Lawmakers on both the left and right remained largely dug into their positions, or stayed undecided, after Obama urged the nation to back his bid to launch punitive missile strikes against Syrian President
Obama said he had asked Congress to delay voting to authorize the use of force so the United Nations Security Council could consider a Russian diplomatic initiative to get Assad’s government to give up its chemical arsenal.
TRANSCRIPT: Obama makes his case to the nation
In a joint statement, Sen.
Others seized on the Russian offer as a potential way out of the crisis.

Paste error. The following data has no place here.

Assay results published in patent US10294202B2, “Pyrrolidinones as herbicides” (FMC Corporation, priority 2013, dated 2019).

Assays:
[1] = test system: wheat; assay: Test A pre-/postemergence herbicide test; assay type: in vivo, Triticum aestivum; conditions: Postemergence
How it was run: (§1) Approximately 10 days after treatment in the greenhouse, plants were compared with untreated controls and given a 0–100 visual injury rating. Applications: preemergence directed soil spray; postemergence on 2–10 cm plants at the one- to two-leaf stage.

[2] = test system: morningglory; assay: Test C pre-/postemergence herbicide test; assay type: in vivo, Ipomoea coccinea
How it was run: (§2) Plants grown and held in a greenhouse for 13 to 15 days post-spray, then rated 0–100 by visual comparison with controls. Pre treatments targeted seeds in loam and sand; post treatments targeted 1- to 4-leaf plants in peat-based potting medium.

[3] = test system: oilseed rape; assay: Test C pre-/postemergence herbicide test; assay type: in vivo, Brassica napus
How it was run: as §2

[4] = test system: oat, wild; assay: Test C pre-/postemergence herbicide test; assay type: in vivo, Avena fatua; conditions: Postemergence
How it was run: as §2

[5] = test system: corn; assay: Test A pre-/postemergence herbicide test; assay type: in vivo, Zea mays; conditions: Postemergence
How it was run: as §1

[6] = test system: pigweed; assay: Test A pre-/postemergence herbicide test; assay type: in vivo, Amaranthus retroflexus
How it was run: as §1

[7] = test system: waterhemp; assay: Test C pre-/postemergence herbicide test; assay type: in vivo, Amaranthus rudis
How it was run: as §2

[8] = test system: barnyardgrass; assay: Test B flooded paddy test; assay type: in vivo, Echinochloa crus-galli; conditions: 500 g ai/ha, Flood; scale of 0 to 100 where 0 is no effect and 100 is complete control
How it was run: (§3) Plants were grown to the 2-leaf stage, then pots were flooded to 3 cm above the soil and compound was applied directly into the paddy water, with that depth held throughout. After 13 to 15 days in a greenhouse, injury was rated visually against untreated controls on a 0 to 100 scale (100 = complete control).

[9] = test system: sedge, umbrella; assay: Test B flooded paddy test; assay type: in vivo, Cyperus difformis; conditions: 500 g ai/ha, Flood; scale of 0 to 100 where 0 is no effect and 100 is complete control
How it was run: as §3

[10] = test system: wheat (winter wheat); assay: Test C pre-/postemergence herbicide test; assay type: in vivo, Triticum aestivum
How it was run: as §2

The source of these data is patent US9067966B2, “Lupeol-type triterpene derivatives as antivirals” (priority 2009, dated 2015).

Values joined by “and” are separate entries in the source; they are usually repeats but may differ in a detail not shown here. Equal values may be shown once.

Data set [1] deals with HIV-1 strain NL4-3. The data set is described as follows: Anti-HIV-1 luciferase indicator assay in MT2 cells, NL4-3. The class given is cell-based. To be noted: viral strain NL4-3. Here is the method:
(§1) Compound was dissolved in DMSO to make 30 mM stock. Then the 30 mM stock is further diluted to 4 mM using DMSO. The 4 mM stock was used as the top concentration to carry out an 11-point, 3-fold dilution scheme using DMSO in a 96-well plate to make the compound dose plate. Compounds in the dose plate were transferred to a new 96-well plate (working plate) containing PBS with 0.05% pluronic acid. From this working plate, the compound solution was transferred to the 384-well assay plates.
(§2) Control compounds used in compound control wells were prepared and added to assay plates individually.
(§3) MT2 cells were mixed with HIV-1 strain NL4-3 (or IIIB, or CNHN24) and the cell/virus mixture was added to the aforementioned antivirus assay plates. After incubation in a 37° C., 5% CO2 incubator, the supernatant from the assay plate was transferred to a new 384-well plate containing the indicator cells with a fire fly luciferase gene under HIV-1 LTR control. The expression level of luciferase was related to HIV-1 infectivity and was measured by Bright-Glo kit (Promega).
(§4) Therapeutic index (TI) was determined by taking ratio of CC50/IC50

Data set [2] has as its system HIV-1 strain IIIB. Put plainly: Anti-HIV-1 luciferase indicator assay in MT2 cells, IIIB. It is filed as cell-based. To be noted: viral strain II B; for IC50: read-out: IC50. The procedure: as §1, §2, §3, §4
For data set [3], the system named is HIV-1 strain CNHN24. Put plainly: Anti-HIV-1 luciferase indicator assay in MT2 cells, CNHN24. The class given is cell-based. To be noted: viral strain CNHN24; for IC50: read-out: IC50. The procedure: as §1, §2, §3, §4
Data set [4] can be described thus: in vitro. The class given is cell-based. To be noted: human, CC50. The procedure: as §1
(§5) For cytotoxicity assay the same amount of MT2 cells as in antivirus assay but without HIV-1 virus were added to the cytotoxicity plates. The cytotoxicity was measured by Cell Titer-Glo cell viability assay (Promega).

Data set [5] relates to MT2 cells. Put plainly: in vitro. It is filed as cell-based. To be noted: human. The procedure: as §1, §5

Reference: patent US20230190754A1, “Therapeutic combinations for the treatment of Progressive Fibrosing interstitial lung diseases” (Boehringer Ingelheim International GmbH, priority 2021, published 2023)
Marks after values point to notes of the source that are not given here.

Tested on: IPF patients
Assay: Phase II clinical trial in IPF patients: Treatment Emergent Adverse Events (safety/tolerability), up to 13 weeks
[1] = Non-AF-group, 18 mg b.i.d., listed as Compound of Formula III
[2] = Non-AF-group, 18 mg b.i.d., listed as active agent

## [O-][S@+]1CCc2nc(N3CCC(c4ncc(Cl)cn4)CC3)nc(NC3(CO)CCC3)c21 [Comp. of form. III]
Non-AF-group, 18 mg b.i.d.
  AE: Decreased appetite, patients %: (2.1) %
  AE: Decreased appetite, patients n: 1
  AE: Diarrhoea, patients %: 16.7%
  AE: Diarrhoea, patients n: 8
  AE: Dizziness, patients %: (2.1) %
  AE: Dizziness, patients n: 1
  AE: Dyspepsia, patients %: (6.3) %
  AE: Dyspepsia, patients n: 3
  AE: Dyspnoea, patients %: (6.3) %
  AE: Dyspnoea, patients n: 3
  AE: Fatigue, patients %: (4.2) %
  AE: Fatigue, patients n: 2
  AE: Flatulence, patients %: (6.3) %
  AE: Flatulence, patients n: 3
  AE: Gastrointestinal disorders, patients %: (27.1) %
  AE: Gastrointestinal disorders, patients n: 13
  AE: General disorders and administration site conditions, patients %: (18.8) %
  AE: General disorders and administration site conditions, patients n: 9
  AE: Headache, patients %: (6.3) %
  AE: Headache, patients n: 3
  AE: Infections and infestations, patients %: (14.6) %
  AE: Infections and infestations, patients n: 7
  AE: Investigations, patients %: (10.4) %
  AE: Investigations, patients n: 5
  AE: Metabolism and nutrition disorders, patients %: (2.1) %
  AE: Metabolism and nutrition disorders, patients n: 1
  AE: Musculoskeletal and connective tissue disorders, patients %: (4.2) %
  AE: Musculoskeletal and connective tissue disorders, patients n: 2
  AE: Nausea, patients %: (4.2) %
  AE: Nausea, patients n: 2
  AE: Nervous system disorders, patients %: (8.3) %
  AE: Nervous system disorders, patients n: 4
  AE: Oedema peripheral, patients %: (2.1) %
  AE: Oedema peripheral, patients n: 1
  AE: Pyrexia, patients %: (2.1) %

A group of eight senators, including McCain and
“The president tonight made a forceful and persuasive case to the American people that confronting Syria’s use of chemical weapons will keep our people and our troops safer,” said Sen.
He had not. "I am still a NO," Chaffetz wrote.
Lawmakers are watching public opinion, and several sought input from viewers as they weighed the options before them.
“Pres. Obama's speech didn’t convince me,” tweeted Sen.
With next year’s midterm campaigns about to launch, Rep.
But Obama's speech did little to sway potentially vulnerable Democratic incumbents in favor of a possible military strike.